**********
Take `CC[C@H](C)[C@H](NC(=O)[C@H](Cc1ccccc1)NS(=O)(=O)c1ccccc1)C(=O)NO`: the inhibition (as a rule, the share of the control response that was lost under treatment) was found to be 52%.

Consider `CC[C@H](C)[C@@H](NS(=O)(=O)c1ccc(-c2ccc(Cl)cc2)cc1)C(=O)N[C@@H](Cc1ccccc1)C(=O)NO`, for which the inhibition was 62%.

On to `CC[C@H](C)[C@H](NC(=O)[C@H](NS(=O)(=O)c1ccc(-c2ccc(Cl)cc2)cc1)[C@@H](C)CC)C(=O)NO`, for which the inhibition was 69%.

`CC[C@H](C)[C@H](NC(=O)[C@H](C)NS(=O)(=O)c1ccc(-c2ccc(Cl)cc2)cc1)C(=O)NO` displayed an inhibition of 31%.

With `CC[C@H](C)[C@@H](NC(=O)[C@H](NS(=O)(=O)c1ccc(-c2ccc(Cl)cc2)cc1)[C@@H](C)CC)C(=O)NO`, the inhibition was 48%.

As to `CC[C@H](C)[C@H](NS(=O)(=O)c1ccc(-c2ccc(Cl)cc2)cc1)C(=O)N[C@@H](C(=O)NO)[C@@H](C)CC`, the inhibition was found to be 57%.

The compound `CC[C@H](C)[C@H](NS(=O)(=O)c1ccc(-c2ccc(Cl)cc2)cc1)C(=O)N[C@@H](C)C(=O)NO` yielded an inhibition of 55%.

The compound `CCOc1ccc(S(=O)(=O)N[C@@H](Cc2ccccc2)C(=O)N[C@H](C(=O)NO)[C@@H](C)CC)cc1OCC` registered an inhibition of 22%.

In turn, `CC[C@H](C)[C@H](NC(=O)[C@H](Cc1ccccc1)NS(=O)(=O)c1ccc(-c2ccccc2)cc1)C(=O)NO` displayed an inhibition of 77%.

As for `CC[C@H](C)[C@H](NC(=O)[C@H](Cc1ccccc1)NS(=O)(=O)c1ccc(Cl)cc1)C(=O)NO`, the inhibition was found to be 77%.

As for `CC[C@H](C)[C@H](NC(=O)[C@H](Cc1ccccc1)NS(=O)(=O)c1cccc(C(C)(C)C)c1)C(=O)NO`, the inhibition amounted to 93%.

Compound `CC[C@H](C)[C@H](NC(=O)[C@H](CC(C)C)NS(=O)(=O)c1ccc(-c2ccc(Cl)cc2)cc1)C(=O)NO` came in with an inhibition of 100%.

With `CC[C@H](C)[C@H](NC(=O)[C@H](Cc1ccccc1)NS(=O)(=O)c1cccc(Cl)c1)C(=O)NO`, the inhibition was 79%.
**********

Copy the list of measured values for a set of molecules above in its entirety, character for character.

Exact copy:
Take `CC[C@H](C)[C@H](NC(=O)[C@H](Cc1ccccc1)NS(=O)(=O)c1ccccc1)C(=O)NO`: the inhibition (as a rule, the share of the control response that was lost under treatment) was found to be 52%.

Consider `CC[C@H](C)[C@@H](NS(=O)(=O)c1ccc(-c2ccc(Cl)cc2)cc1)C(=O)N[C@@H](Cc1ccccc1)C(=O)NO`, for which the inhibition was 62%.

On to `CC[C@H](C)[C@H](NC(=O)[C@H](NS(=O)(=O)c1ccc(-c2ccc(Cl)cc2)cc1)[C@@H](C)CC)C(=O)NO`, for which the inhibition was 69%.

`CC[C@H](C)[C@H](NC(=O)[C@H](C)NS(=O)(=O)c1ccc(-c2ccc(Cl)cc2)cc1)C(=O)NO` displayed an inhibition of 31%.

With `CC[C@H](C)[C@@H](NC(=O)[C@H](NS(=O)(=O)c1ccc(-c2ccc(Cl)cc2)cc1)[C@@H](C)CC)C(=O)NO`, the inhibition was 48%.

As to `CC[C@H](C)[C@H](NS(=O)(=O)c1ccc(-c2ccc(Cl)cc2)cc1)C(=O)N[C@@H](C(=O)NO)[C@@H](C)CC`, the inhibition was found to be 57%.

The compound `CC[C@H](C)[C@H](NS(=O)(=O)c1ccc(-c2ccc(Cl)cc2)cc1)C(=O)N[C@@H](C)C(=O)NO` yielded an inhibition of 55%.

The compound `CCOc1ccc(S(=O)(=O)N[C@@H](Cc2ccccc2)C(=O)N[C@H](C(=O)NO)[C@@H](C)CC)cc1OCC` registered an inhibition of 22%.

In turn, `CC[C@H](C)[C@H](NC(=O)[C@H](Cc1ccccc1)NS(=O)(=O)c1ccc(-c2ccccc2)cc1)C(=O)NO` displayed an inhibition of 77%.

As for `CC[C@H](C)[C@H](NC(=O)[C@H](Cc1ccccc1)NS(=O)(=O)c1ccc(Cl)cc1)C(=O)NO`, the inhibition was found to be 77%.

As for `CC[C@H](C)[C@H](NC(=O)[C@H](Cc1ccccc1)NS(=O)(=O)c1cccc(C(C)(C)C)c1)C(=O)NO`, the inhibition amounted to 93%.

Compound `CC[C@H](C)[C@H](NC(=O)[C@H](CC(C)C)NS(=O)(=O)c1ccc(-c2ccc(Cl)cc2)cc1)C(=O)NO` came in with an inhibition of 100%.

With `CC[C@H](C)[C@H](NC(=O)[C@H](Cc1ccccc1)NS(=O)(=O)c1cccc(Cl)c1)C(=O)NO`, the inhibition was 79%.